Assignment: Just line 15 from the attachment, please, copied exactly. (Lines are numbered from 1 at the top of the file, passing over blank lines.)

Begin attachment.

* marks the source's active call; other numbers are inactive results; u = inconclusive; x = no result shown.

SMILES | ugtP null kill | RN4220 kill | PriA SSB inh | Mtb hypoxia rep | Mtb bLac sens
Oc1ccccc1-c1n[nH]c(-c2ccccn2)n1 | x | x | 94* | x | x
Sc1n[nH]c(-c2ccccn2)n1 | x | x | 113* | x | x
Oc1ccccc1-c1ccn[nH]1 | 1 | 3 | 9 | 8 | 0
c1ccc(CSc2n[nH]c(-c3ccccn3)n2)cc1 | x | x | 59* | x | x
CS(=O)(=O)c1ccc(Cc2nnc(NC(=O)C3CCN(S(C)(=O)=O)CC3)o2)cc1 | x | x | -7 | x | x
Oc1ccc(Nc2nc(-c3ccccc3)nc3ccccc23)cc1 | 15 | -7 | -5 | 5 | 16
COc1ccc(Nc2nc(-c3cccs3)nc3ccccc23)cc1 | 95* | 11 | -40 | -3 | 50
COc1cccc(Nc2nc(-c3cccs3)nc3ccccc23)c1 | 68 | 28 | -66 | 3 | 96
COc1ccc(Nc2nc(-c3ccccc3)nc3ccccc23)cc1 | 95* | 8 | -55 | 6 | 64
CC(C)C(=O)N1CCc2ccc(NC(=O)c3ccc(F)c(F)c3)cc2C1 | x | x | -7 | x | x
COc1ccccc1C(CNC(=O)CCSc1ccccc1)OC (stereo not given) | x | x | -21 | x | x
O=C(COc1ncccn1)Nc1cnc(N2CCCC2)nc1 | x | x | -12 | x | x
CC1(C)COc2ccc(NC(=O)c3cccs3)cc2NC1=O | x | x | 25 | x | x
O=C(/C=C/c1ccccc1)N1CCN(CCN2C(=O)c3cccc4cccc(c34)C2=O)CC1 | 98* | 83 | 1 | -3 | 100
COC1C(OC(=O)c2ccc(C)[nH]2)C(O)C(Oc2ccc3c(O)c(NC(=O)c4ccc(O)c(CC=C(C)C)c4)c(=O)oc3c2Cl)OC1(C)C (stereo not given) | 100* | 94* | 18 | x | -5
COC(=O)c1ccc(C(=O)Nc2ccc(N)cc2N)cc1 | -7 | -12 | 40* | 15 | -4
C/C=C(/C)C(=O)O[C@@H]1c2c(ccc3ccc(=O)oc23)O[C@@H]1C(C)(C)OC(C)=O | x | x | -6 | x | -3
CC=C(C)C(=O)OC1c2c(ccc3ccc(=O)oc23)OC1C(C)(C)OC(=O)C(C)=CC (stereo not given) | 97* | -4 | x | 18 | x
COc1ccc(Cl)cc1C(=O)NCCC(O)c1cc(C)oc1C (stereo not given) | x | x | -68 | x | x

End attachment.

CC1(C)COc2ccc(NC(=O)c3cccs3)cc2NC1=O | x | x | 25 | x | x